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Lloyd’s guidelines to “complement” Polar Code

Insurance regulations would help develop common ice regime in face of lacking information and competing national guidelines
Lloyd’s hopes its guidelines will point the way when the Polar Code comes up short

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Even as the UN is preparing international guidelines for polar shipping, insurer Lloyd’s of London says it plans to release its own regulations for sailing in the Arctic as a way to ensure that ships are adequately prepared to sail in a region of “extreme and fast changing risks”.

Lloyd’s said its regulations would serve to complement the International Maritime Organisation’s forthcoming Polar Code of safety and environmental standards, but it also pointed out that a lack of information about polar ice and differing national guidelines could “could undermine the effectiveness” of the IMO guidelines.

The announcement comes after Lloyd’s in January expressed concern that the growth of Arctic shipping traffic was “outstripping policy makers’ ability to create a legislative framework in the high north”.

SEE RELATED: Shippers: plenty of potential in Arctic sea route

Among the challenges the company identified were the lack of search and rescue services in the region and unreliable satellite navigation coverage.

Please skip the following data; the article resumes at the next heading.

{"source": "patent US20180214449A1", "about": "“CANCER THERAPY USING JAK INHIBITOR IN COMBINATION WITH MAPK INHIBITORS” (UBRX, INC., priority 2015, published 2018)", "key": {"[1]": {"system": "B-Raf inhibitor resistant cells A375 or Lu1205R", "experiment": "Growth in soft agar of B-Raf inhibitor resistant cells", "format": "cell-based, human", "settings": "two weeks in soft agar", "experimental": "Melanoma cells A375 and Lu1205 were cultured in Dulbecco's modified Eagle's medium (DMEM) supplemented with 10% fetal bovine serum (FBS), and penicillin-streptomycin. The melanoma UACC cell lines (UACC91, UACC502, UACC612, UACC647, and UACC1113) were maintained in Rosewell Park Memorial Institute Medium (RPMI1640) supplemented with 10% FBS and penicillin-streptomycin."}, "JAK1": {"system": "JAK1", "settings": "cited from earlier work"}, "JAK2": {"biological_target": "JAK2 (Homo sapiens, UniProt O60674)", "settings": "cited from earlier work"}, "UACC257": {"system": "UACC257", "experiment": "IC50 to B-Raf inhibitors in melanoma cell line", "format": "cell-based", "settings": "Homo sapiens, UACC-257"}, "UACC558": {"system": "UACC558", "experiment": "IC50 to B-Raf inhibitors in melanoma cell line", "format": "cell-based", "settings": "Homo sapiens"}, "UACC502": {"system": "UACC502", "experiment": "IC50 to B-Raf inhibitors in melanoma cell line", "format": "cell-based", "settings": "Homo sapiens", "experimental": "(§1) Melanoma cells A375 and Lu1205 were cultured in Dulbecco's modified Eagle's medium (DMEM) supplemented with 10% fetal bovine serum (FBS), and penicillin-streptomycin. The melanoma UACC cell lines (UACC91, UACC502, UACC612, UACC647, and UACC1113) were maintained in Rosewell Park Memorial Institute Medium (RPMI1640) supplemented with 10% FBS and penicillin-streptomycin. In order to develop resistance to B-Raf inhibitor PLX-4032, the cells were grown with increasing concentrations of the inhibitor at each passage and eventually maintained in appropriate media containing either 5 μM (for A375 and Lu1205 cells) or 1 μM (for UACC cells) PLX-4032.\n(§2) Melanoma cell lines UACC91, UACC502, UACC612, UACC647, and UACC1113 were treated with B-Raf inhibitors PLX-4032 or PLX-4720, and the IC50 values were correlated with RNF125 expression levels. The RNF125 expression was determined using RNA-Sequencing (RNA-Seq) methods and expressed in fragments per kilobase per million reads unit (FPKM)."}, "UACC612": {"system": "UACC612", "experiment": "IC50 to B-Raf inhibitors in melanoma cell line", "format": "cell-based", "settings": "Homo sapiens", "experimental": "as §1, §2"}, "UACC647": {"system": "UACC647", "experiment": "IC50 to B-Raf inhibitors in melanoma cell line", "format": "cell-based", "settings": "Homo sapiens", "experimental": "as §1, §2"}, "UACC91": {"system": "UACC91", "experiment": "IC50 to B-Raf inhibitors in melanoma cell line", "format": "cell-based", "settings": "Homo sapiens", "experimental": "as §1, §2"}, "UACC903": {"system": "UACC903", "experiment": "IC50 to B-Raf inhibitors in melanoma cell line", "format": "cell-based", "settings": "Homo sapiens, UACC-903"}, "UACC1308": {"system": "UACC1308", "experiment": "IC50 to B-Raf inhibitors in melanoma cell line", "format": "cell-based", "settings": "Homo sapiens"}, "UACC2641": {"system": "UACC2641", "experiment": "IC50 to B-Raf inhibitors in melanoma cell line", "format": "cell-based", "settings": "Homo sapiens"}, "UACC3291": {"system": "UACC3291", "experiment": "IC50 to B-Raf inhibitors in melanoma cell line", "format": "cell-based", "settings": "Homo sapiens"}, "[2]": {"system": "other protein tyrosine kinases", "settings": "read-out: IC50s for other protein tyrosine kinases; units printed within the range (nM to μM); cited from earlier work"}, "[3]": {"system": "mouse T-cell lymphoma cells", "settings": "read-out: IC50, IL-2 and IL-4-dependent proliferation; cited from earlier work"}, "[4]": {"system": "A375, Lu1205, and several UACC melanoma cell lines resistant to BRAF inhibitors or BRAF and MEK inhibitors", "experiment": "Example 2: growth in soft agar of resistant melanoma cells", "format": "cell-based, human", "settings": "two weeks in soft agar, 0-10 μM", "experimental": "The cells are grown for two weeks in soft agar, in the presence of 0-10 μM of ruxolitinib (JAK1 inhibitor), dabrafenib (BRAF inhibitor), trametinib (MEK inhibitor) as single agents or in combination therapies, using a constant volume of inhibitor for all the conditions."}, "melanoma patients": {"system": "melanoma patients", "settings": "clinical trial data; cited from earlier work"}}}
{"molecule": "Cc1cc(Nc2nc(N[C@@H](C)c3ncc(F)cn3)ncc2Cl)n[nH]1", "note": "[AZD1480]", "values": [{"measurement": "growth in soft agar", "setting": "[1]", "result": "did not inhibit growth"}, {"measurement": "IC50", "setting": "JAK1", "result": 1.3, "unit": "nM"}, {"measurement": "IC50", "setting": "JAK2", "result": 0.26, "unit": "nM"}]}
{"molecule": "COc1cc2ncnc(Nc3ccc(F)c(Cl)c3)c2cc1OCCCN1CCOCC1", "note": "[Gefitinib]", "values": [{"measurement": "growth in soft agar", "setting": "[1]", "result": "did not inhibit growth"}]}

“Accurate marine charts are almost impossible to obtain but despite the obvious hazards, the market frequently receives intelligence about vessels with inadequate ice-class operating around the fringes of the Arctic ice sheet,” the company said in a statement.

The number of ships sailing Arctic routes north of Canada and Russia has risen considerably in recent years, but the volume of traffic still remains a fraction of the number of ships sailing traditional routes.

SEE RELATED: Arctic shipping’s long-term outlook no short-term failure

Major shippers, including Maersk, a Danish conglomerate, have said they do not expect Arctic routes to be commercially viable for at least a decade.

Shippers, however, are enchanted by the possibility of sailing the routes and capitalising on the 40 percent shorter sailing times between Asia and Western markets.

Overall, Lloyd’s predicts investment in the Arctic could exceed $100 billion within the next decade.